What is a Rewarding Reward?
A gift voucher for the cinema, praise from your parents, or nothing at all: rewards are regarded as desirable to a different extent. In a study by University Hospital Aachen's Department of Child and Adolescent Psychiatry, Psychosomatics, and Psychotherapy, JARA-BRAIN scientists recently investigated which incentives had an effect on healthy test subjects, as well as on patients with attention deficit hyperactivity disorder (ADHD) and autism. The findings will help to tailor treatment as closely as possible to the needs of certain groups of patients.
People with ADHD frequently display behaviour that is very similar to that of patients with autism. They are impulsive, inattentive, and have difficulty with social skills. Therapists work with patients affected by both disorders in order to help them behave appropriately in social interactions. Although the two groups of patients display similar behaviour, their therapists have to offer them different incentives. This is shown by the combined behavioural and functional magnetic resonance imaging (fMRI) study “Differentiating neural reward responsiveness in autism versus ADHD” by Dr. Gregor Kohls and other JARA-BRAIN scientists. The study was funded by the International Research Training Group "Schizophrenia and Autism" (IRTG 1328) and performed at Forschungszentrum Jülich.
Rewards increase success rate
"Our study included a group of patients with autism, a group with ADHD, and a healthy control group," says Gregor Kohls. All participants were male and aged between 9 and 18 years to ensure comparability. In the fMRI scanner, they had to complete a task in a certain time and for doing so they subsequently either received a financial or social reward, or no reward at all. Although there was no difference in the speed with which the task was completed, the success rate in the case of a subsequent reward increased significantly for all three groups.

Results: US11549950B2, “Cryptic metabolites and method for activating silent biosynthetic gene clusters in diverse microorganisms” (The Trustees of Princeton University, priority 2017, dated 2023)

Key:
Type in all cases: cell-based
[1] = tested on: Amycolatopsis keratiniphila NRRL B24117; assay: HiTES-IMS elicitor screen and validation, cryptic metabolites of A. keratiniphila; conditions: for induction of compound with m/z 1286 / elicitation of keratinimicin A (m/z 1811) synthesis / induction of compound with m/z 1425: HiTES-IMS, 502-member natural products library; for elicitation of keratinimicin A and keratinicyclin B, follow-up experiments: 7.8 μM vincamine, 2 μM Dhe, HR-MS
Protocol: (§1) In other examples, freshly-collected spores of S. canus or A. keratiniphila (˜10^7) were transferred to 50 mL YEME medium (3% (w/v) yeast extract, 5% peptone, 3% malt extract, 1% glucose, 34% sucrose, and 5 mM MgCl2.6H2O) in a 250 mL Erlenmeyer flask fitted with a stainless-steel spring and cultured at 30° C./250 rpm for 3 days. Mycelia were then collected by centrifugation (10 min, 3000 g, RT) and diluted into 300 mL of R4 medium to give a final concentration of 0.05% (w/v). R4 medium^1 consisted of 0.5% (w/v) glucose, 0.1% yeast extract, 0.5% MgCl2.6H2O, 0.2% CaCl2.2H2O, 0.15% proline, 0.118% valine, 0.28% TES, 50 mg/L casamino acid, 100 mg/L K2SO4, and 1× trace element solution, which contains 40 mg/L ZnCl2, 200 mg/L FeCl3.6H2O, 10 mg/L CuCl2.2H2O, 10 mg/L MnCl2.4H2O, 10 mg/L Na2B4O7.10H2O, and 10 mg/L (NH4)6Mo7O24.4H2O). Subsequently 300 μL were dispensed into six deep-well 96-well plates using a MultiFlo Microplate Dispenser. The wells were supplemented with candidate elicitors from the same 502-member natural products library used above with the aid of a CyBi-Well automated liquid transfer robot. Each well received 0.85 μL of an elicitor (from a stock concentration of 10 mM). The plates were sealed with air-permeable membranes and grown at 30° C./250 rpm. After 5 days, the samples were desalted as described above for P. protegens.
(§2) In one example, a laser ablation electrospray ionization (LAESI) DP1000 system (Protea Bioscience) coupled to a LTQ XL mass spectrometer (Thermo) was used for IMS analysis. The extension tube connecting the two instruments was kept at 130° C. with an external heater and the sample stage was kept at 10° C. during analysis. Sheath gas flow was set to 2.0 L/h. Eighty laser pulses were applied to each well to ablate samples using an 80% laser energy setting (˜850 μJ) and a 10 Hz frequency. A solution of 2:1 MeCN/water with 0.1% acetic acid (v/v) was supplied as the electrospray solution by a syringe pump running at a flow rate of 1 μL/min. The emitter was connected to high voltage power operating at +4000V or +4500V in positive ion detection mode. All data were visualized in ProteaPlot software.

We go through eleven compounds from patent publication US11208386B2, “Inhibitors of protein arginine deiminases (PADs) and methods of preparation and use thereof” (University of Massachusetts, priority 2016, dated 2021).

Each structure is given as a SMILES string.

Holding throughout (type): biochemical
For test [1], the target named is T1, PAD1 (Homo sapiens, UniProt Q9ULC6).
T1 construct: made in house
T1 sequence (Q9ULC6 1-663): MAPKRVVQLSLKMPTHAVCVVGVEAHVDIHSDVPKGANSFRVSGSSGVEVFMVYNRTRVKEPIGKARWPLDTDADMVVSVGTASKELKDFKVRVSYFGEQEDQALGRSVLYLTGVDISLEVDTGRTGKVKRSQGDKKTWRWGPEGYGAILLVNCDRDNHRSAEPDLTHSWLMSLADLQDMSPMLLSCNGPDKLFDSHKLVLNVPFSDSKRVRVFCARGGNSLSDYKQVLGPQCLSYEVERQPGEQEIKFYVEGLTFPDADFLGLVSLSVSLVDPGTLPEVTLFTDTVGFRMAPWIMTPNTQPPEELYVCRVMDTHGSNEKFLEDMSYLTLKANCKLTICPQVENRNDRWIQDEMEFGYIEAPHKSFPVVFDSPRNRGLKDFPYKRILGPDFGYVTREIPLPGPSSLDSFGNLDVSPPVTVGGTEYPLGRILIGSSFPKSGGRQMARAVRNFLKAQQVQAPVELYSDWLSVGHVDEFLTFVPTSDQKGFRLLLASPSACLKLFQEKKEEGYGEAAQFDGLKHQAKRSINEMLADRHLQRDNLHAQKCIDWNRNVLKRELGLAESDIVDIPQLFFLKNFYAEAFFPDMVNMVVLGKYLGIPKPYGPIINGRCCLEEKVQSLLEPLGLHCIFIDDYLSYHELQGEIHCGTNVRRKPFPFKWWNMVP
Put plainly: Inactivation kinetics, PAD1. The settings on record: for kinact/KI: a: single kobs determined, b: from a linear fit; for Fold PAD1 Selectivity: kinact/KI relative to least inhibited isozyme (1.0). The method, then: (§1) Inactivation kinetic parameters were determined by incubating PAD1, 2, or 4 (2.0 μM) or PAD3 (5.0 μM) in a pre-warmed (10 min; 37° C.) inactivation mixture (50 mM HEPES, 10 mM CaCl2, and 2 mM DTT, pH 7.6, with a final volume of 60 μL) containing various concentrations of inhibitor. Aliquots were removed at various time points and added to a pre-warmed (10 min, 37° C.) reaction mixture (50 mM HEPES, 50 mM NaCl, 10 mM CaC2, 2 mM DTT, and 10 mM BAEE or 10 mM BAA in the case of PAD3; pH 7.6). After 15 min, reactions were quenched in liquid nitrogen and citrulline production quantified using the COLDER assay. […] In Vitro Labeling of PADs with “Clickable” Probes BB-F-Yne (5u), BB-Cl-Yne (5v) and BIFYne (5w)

Different activation in the motivation centre
In contrast to the same result on the behavioural level, the neurobiological reactions in the brains of the three groups of participants differed greatly depending on the type of reward. "In the case of the control group, we found the strongest activation in the ventral striatum, the centre of the motivation system, when money was offered. Social rewards in the form of praise and recognition were regarded as relatively less worth having," explains Gregor Kohls. Compared to this, the ADHD patients displayed a similar level of activity in this region of the brain for both types of reward. Greatly reduced activity was observed in the motivation centres of the autistic group – irrespective of whether money, praise, or nothing at all was on offer.
Patients with autism need incentives tailored to their interests
"People with autism frequently have special interests," adds Gregor Kohls from JARA-BRAIN. "They are not very interested in money or social recognition, but sometimes in a special toy, non-fiction book, or computer game." This should be taken into consideration in innovative therapeutic approaches, for example in interaction training. "Patients with autism experience increased motivation if the reward corresponds to their canon of values, which can contribute to improving the success of treatment in the long term."
Picture: JARA-BRAIN scientists recently investigated which incentives had an effect on healthy test subjects, as well as on patients with attention deficit hyperactivity disorder (ADHD) and autism. (Foto: shutterstock/Thinglass)